What Teenagers Should Do When Dealing With Alcoholic Parents?


Alcoholism has become a pervasive social disease since thousands of years ago, our ancestors started to get drunk since they found out that fruit juices that “go bad” can be intoxicating. Just like any disease, alcoholism should be handled by experts as if it is left unabated, can bring many bad effects psychologically and physically.

If your parents drink too much, it’s none of your fault. Some teenagers often blame themselves for alcohol problems faced by their parents. Even if you help on some household chores or do better in school, it is still likely that your parents are still alcoholics. Your guilt could also be caused by their spontaneous statements, like “Stop it! You’re driving me crazy!”, but you need to understand that alcoholics may tend to express their emotion firmly during hangovers. There are many causes of alcohol abuses for example stress at work, financial problems, marital problems or social influences. Your job is to stay responsible and help your parents in any way you can.

Your parents, like any alcoholics, may have denial that can aggravate their drinking problems. They simply refuse to acknowledge that they are deep in trouble. Alcoholics often blame on their situation or on someone else as the cause of their addiction. They can become furious over the slightest mention on their drinking problem. Even those who agree to acknowledge their problems may say that “Don’t worry, my drinking habit isn’t a problem”, “Everyone drinks once a while”, “Do you know alcohol is good for your heart?” or “Well, I can stop anytime!”

Many teenagers have fluctuating life, their emotional states can go up and down rapidly, regardless of their relation with their parents. It is understandable that, teens who are forced to face alcoholics or even abusive parents can simply feel overwhelmed. They could feel anger, loneliness, helplessness, sadness, a lack of self-esteem and embarrassment all at once. Most alcoholics have unstable emotions and behaviors, while children or even other adults may have a hard time trying to cope or react with their mood swings. Today, you may try to hide and avoid their inevitable rage because you forget to mow the lawn or do the dishes and tomorrow maybe, you’ll accompany your mom for a couple of hours and trying to comfort her. Your parents may have problems to pay their bills or debts or you’re expected to do household chores and take care of your younger siblings. This pressure can exact an emotional toll even to the strongest teens, which left them both drained and exhausted.

Although your parents may face a similar set of problems like other alcoholics, their situation could be unique. Your parents may neglect your emotional and financial needs or in some cases even physically or verbally abusive. Some parents may compound their problems by using drugs, which put them in deeper problems. Teens who stay with alcoholics parents also tend to feel similarly, like feeling being unloved, alone, depressed and weighed down by the embarrassing life they need to lead at home. Because, in some cases there is little you can do to help your parents in solving their alcoholism, what should you do to help yourself?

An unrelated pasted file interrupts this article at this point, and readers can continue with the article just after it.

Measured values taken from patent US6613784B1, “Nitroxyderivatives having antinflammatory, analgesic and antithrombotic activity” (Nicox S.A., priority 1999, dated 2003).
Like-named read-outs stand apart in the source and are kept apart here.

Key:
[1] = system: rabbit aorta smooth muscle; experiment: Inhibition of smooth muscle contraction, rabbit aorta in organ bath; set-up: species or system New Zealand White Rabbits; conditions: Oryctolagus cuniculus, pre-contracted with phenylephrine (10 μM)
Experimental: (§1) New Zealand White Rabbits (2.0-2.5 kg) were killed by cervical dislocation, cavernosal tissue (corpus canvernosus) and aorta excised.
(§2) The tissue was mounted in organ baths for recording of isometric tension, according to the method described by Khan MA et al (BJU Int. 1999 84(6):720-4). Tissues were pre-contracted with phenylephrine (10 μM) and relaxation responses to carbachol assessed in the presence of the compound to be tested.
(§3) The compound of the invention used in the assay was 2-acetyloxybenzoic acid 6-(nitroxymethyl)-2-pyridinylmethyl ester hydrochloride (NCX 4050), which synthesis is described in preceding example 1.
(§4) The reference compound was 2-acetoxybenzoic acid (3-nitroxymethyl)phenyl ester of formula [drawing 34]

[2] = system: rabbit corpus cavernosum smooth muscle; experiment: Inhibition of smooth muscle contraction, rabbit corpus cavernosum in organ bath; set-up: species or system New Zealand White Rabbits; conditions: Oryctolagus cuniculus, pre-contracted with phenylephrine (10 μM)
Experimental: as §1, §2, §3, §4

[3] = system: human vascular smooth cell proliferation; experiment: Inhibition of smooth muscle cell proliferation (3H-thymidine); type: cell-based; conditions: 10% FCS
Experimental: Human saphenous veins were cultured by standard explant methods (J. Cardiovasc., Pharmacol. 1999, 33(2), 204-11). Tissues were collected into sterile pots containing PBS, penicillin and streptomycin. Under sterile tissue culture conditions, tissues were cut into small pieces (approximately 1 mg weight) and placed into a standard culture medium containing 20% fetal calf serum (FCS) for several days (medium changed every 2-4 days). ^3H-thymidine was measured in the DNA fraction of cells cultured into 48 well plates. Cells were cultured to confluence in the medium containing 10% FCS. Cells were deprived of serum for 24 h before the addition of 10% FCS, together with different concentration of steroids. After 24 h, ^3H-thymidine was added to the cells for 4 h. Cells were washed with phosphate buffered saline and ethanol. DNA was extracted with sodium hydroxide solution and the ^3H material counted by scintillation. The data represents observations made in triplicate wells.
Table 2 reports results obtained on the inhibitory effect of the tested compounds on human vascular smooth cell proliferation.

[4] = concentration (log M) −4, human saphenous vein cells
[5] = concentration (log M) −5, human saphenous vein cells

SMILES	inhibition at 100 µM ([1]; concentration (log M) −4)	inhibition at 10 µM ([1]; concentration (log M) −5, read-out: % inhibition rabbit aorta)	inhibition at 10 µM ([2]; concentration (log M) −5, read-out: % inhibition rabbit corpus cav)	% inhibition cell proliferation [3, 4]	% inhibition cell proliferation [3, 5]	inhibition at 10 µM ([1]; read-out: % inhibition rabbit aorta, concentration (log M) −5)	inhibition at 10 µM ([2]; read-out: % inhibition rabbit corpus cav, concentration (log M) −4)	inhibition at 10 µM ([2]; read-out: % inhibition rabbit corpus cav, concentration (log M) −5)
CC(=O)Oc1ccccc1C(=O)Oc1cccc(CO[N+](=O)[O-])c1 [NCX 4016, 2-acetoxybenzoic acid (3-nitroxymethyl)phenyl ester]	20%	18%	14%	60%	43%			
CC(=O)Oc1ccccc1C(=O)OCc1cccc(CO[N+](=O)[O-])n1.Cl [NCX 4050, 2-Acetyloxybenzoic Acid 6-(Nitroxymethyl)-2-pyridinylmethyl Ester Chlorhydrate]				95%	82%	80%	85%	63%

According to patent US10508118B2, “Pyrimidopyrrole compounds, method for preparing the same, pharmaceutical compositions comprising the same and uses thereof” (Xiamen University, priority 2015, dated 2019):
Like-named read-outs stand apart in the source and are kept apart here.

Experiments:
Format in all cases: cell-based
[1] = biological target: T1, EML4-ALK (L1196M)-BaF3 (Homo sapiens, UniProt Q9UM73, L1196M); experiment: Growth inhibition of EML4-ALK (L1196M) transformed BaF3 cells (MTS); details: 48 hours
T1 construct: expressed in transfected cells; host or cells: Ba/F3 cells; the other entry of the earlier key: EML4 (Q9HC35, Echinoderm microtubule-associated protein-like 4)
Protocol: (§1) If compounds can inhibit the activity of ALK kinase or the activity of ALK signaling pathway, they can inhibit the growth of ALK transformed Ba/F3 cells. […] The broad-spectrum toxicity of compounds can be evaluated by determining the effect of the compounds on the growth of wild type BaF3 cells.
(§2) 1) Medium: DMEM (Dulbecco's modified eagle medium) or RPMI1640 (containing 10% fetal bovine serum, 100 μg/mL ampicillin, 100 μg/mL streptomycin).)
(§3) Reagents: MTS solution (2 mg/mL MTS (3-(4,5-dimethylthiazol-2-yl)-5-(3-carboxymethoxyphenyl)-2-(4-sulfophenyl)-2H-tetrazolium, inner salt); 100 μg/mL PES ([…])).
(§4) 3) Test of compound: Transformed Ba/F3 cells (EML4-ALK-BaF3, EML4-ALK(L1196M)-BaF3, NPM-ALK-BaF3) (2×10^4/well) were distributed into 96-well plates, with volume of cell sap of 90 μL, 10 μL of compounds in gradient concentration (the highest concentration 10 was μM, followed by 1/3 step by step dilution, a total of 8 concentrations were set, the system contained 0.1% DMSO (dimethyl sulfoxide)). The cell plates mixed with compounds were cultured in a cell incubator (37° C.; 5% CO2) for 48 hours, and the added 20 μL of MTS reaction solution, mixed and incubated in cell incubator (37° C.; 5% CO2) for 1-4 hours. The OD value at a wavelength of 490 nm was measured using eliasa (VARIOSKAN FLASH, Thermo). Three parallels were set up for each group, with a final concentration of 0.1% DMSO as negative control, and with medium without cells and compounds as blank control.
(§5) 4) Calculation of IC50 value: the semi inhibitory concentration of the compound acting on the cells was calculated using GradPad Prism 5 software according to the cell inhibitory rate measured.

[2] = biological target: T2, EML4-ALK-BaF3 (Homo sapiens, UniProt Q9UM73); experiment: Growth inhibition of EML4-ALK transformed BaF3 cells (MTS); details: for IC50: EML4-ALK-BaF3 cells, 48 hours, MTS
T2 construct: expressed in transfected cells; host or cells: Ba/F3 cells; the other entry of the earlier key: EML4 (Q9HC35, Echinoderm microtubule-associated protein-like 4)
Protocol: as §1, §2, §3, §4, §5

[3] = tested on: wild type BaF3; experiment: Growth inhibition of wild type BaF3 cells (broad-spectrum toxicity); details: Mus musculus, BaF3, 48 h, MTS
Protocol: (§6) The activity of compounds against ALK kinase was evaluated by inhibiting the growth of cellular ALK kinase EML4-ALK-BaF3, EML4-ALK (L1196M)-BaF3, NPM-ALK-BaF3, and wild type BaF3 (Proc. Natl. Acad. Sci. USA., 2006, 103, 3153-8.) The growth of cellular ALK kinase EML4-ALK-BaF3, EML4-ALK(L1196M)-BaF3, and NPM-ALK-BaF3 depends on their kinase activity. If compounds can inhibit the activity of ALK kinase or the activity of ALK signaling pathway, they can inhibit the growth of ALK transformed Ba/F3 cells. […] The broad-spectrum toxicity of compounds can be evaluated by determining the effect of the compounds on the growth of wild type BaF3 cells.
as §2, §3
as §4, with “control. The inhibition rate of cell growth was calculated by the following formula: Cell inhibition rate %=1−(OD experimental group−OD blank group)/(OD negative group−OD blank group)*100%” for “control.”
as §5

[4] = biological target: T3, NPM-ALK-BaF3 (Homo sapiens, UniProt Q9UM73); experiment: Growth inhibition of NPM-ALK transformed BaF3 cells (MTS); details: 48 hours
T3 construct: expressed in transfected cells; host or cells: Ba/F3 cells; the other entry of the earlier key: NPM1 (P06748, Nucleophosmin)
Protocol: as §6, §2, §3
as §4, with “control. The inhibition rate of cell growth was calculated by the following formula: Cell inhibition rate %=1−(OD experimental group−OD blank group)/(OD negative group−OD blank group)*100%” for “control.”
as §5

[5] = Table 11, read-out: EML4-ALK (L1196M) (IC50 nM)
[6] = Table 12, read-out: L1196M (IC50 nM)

Sadly, if you have alcoholic parents, there is a higher chance that you’ll also become alcoholics. Understanding the disastrous effects of alcoholism and reaching out for help may ensure that you won’t repeat your parents’ mistakes. You shouldn’t blame yourself for your current situation, don’t try to deny the existence of problems in your family. Admitting problems in your family is your first step in taking control of your own situation, which will help you to put things in perspective. Many teens who live with alcoholic parents may be unable to express their opinions well and show their emotion or anger, because they are concerned that it could cause their parents to have another binge. Obviously, by obscuring your emotions you may cause a new set of problems to appear. It’s alright to safely unload your resentment and anger by telling your stories to the closest friends, which you can trust to keep your secrets. Anticipating emotions that usually follow a problem can go a long way to allow you to respond effectively and minimize its negative effects.

Similarly, understanding the cause of alcoholism faced by your parents can make you feel better about your situation as you may no longer feel guilty. Because alcoholism is a common problem in our society, you may find several support groups in your area that help people who live with alcoholics. Al-Anon is a group that is created to help children and teens who have to deal with alcoholic adults. Larger organizations, such as Alcoholics Anonymous (AA), also provide supports for people who need to deal with alcoholics everyday.

You are not betraying your parents by seeking support. Sweeping dirt under the carpet is part of a serious alcohol problem and it often allows the problems to get far worse. It’s still possible for you to love your alcoholic parents while recognizing and helping with the problems they may have. And it’s not traitorous to seek some support in dealing with your problems that are caused by your parent’s alcoholism. In fact, looking after yourself is something that your parents fail to do and you have the right to take care of yourself.

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Gary Wickman

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